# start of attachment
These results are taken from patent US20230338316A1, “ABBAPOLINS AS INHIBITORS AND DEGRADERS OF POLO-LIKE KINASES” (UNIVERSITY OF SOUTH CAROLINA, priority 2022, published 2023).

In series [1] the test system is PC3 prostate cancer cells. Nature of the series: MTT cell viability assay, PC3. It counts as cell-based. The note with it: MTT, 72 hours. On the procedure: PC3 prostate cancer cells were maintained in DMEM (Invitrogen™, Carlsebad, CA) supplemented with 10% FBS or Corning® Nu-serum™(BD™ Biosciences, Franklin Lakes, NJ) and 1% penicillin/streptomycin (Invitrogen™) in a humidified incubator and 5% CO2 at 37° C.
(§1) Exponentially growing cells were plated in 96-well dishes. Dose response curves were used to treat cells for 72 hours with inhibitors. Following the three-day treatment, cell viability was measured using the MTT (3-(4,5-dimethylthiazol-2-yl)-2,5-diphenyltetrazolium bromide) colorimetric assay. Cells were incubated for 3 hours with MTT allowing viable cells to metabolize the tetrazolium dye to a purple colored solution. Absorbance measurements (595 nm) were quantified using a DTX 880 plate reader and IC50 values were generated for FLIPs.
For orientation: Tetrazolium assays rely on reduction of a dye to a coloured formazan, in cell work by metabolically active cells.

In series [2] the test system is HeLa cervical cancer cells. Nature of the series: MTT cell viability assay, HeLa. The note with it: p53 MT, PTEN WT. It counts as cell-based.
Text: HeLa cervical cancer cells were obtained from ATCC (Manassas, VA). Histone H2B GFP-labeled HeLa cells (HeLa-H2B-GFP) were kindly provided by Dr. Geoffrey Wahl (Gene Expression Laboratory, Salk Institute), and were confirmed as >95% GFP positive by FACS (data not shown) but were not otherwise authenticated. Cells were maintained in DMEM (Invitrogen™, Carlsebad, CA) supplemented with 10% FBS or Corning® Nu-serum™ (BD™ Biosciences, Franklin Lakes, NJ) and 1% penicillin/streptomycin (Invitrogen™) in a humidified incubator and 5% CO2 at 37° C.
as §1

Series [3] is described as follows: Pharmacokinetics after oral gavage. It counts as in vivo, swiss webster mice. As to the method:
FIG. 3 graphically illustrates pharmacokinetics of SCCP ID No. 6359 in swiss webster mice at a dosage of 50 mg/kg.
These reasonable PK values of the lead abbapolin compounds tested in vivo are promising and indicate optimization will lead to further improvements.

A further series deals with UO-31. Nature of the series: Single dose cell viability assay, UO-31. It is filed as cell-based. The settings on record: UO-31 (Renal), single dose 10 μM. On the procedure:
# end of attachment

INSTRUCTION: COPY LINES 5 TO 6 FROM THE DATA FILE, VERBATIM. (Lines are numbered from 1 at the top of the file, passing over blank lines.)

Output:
In series [2] the test system is HeLa cervical cancer cells. Nature of the series: MTT cell viability assay, HeLa. The note with it: p53 MT, PTEN WT. It counts as cell-based.
Text: HeLa cervical cancer cells were obtained from ATCC (Manassas, VA). Histone H2B GFP-labeled HeLa cells (HeLa-H2B-GFP) were kindly provided by Dr. Geoffrey Wahl (Gene Expression Laboratory, Salk Institute), and were confirmed as >95% GFP positive by FACS (data not shown) but were not otherwise authenticated. Cells were maintained in DMEM (Invitrogen™, Carlsebad, CA) supplemented with 10% FBS or Corning® Nu-serum™ (BD™ Biosciences, Franklin Lakes, NJ) and 1% penicillin/streptomycin (Invitrogen™) in a humidified incubator and 5% CO2 at 37° C.